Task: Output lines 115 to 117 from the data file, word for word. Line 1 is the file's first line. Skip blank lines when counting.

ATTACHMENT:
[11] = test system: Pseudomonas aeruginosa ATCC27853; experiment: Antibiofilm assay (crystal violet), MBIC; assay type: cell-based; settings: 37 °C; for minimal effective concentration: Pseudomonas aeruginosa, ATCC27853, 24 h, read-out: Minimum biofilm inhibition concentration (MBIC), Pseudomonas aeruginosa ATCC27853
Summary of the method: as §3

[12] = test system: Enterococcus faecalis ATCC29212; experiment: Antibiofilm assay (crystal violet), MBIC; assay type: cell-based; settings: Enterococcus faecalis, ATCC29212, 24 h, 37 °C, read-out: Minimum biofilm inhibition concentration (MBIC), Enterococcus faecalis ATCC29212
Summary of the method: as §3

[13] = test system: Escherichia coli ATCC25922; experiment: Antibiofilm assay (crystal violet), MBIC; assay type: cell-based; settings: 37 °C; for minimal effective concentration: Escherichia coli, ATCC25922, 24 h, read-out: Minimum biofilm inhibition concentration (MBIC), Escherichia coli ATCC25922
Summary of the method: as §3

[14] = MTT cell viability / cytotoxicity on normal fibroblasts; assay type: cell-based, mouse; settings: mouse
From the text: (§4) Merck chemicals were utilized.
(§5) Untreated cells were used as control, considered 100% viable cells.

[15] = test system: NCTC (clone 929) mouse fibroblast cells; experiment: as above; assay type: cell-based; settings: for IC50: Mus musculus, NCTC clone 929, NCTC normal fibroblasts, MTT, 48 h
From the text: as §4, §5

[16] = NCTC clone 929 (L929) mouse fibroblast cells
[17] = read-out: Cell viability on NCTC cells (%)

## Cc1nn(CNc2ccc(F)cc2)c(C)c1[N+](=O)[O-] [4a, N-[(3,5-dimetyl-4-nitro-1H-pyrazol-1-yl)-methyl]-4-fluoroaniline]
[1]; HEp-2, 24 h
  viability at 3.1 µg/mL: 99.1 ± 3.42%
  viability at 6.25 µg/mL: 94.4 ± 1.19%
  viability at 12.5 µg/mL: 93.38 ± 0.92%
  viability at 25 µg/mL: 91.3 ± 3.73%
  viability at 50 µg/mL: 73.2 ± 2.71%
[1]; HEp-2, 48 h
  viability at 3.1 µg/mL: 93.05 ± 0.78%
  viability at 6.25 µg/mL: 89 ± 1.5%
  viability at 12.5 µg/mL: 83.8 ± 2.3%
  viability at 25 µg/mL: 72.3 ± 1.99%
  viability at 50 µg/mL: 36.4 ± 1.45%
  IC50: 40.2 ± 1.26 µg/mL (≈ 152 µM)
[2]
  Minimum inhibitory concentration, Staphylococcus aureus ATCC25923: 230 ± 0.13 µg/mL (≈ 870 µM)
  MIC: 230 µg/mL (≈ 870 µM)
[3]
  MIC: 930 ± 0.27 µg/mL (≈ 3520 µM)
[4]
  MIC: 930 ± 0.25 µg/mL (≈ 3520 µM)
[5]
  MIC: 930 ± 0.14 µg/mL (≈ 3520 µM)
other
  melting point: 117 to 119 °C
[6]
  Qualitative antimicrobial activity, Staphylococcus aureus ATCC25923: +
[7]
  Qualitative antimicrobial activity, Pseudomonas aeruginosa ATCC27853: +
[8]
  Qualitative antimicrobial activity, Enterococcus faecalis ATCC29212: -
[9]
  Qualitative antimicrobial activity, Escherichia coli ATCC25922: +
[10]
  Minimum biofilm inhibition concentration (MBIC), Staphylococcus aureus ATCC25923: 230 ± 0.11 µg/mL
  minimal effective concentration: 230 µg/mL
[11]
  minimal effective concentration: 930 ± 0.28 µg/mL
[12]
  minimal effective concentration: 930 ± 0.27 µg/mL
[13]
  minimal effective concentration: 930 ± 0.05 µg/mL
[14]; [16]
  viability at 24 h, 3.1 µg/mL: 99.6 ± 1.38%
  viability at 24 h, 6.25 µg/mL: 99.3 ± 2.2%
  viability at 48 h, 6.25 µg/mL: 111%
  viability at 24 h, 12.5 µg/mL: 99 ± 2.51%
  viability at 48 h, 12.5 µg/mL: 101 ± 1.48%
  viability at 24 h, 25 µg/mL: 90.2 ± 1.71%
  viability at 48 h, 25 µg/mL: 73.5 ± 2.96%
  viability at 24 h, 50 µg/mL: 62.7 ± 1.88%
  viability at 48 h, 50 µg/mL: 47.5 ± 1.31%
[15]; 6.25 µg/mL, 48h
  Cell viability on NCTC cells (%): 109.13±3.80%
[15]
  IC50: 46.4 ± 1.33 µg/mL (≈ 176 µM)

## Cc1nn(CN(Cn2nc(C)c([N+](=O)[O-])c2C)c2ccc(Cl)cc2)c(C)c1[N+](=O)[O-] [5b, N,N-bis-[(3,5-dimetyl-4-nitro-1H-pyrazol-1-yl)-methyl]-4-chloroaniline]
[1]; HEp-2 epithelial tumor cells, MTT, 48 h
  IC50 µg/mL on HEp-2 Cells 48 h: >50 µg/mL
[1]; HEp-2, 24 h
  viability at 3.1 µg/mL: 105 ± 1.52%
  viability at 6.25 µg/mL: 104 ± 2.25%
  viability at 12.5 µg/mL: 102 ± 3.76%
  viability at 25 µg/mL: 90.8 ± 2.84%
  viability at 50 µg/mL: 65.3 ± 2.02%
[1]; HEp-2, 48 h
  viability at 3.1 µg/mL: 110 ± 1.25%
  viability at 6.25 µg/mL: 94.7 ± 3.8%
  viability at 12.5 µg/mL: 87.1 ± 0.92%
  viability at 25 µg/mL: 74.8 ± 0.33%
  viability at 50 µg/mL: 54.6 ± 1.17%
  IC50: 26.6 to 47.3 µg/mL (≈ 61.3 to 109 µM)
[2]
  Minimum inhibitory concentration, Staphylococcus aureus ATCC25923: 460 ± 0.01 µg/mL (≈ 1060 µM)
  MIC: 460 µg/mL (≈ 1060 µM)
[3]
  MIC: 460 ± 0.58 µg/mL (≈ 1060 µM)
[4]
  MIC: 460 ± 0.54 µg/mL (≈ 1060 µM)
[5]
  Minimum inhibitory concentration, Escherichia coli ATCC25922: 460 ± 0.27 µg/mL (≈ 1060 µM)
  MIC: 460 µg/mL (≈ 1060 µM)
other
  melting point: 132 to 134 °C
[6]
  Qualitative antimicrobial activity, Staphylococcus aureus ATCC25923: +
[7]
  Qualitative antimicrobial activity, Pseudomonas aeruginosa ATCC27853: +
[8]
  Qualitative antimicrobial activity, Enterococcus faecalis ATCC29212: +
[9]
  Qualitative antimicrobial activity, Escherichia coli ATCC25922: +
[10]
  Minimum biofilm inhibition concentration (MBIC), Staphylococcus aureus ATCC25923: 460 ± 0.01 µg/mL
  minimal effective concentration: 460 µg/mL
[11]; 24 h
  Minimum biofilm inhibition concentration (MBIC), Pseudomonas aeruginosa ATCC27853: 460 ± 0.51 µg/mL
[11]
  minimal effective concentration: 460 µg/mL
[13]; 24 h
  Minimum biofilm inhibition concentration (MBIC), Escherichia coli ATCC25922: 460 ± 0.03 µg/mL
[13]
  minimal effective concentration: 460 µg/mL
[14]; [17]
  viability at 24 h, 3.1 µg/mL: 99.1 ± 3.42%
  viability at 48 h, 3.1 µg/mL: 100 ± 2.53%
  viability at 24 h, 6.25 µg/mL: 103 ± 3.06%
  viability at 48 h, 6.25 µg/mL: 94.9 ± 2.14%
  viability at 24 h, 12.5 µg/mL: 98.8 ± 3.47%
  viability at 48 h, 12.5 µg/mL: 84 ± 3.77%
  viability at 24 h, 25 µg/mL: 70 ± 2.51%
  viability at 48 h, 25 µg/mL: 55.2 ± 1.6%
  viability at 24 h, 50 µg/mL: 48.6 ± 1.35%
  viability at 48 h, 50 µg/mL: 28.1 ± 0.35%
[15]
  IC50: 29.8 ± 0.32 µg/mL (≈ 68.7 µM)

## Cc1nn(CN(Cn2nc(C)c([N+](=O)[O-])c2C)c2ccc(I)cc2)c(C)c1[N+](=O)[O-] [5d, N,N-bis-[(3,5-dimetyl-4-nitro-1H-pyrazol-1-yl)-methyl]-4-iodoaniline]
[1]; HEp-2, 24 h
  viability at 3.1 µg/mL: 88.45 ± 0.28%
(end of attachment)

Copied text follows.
[13]
  minimal effective concentration: 460 µg/mL
[14]; [17]